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Polycystic ovary syndrome and postpartum depression symptoms: a population-based cohort study. Am J Obstet Gynecol 2021 Jun;224(6):591.e1-591.e12

Date

01/08/2021

Pubmed ID

33412131

Pubmed Central ID

PMC8285068

DOI

10.1016/j.ajog.2020.12.1215

Scopus ID

2-s2.0-85100375484   6 Citations

Abstract

BACKGROUND: Women with polycystic ovary syndrome are more likely to experience several pregnancy complications including hypertensive disorders, gestational diabetes mellitus, and preterm births than women without polycystic ovary syndrome. However, at present, there is limited research on whether polycystic ovary syndrome is associated with both anxiety and depression during pregnancy and whether this augments a woman's risk of postpartum depression, particularly among high-risk populations who have limited access to care.

OBJECTIVE: Our primary objective was to assess the association between prepregnancy polycystic ovary syndrome and postpartum depression, considering important baseline confounding factors. Our secondary objective was to evaluate the mediating role of prenatal depression and anxiety on the association between polycystic ovary syndrome and postpartum depression.

STUDY DESIGN: This study involved a population-based sample of 3906 postpartum (2-6 months) women who completed the Utah Pregnancy Risk Assessment Monitoring System Phase 8 questionnaire (2016-2018). Weighted adjusted prevalence ratios were used to assess the association between polycystic ovary syndrome and postpartum depression, considering potential confounding factors and assessing mediating effects of depression and anxiety experienced during pregnancy.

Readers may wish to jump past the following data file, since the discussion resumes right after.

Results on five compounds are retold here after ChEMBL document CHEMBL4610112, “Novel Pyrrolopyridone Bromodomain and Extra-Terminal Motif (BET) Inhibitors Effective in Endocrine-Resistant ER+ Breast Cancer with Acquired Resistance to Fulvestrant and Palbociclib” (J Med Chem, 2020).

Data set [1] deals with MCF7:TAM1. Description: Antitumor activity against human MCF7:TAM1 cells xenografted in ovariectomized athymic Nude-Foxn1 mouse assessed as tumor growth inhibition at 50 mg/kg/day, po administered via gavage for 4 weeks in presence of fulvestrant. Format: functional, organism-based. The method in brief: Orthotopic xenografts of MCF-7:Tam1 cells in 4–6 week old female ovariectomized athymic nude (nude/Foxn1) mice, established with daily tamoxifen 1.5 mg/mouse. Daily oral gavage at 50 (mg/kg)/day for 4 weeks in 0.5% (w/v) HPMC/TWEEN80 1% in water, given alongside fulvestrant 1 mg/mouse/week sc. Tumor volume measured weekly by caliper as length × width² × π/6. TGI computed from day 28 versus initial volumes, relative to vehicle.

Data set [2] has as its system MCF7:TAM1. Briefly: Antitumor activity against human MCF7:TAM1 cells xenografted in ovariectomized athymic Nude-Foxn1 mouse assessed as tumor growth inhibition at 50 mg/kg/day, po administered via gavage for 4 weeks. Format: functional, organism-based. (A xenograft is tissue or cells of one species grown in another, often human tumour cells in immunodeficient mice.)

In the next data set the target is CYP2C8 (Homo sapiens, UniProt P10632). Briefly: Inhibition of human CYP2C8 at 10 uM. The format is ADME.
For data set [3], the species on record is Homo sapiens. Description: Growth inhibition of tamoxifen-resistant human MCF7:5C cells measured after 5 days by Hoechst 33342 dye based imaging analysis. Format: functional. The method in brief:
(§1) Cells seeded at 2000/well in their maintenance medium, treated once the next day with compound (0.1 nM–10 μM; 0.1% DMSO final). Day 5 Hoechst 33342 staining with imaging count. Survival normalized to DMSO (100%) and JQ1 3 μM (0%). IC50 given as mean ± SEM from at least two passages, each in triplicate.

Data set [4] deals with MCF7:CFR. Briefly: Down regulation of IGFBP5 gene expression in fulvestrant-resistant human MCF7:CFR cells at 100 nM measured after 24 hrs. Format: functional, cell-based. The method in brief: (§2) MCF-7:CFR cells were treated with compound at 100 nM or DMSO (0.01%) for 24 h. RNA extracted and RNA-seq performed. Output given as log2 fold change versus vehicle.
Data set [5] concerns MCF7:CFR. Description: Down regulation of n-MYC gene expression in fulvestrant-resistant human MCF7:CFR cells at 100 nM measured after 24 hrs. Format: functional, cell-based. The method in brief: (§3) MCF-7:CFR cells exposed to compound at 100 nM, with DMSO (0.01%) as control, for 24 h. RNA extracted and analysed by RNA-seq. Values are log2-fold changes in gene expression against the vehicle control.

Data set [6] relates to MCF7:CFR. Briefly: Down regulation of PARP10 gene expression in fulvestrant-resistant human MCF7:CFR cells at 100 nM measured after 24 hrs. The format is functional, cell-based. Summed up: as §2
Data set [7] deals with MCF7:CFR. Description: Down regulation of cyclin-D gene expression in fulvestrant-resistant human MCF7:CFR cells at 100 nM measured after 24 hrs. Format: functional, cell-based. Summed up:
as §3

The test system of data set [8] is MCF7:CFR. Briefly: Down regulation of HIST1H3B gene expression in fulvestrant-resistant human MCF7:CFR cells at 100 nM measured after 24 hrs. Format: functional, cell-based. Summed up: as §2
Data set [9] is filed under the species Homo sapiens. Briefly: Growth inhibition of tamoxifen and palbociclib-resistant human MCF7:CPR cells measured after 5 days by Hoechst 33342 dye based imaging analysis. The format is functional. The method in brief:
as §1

RESULTS: Following the exclusion criteria, 8.2% of women reported clinical polycystic ovary syndrome and 19.1%, 6.2%, and 4.4% reported irregular periods and acne, irregular periods and hirsutism, and all 3 symptoms, respectively. Moreover, 17.7% and 23.5% reported experiencing prenatal depression and anxiety and 9.5% and 10.2% reported experiencing postpartum depressed mood and anhedonia, respectively. Clinical polycystic ovary syndrome was associated with a 1.76 higher adjusted prevalence ratio (95% confidence interval, 1.03-3.00) for postpartum depressed mood or anhedonia after taking into consideration age, prepregnancy body mass index, race/ethnicity, education, and marital status. A similar higher prevalence was seen for irregular periods and acne (adjusted prevalence ratio, 1.65; 95% confidence interval, 1.13-2.41), irregular periods and hirsutism (adjusted prevalence ratio, 1.40; 95% confidence interval, 0.82-2.40), and all 3 symptoms (adjusted prevalence ratio, 1.75; 95% confidence interval, 0.96-3.19) and postpartum depressed mood or anhedonia. Prenatal depression and anxiety mediated 20% and 32% of the effect of clinical polycystic ovary syndrome on postpartum depressed mood and anhedonia, respectively.

CONCLUSION: Clinical polycystic ovary syndrome is associated with postpartum depressed mood and symptoms among this population-based sample inclusive of high-risk mothers. Prenatal depression and anxiety mediate this association, emphasizing the importance of prenatal psychological screening among women with polycystic ovary syndrome. An additional important clinical and public health implication of this study lies in the finding that nearly 20% of women in this population-based sample who reported at least 2 polycystic ovary syndrome symptoms (including at-risk women who may not have access to care) had not received a clinical diagnosis for polycystic ovary syndrome.

Author List

Koric A, Singh B, VanDerslice JA, Stanford JB, Rogers CR, Egan DT, Agyemang DO, Schliep K

Author

Charles R. Rogers PhD Center Associate Director, Associate Professor in the Institute for Health and Equity department at Medical College of Wisconsin




MESH terms used to index this publication - Major topics in bold

Adolescent
Adult
Anxiety
Cross-Sectional Studies
Depression, Postpartum
Female
Humans
Middle Aged
Polycystic Ovary Syndrome
Pregnancy
Pregnancy Complications
Prevalence
Retrospective Studies
Risk Factors
Self Report
Young Adult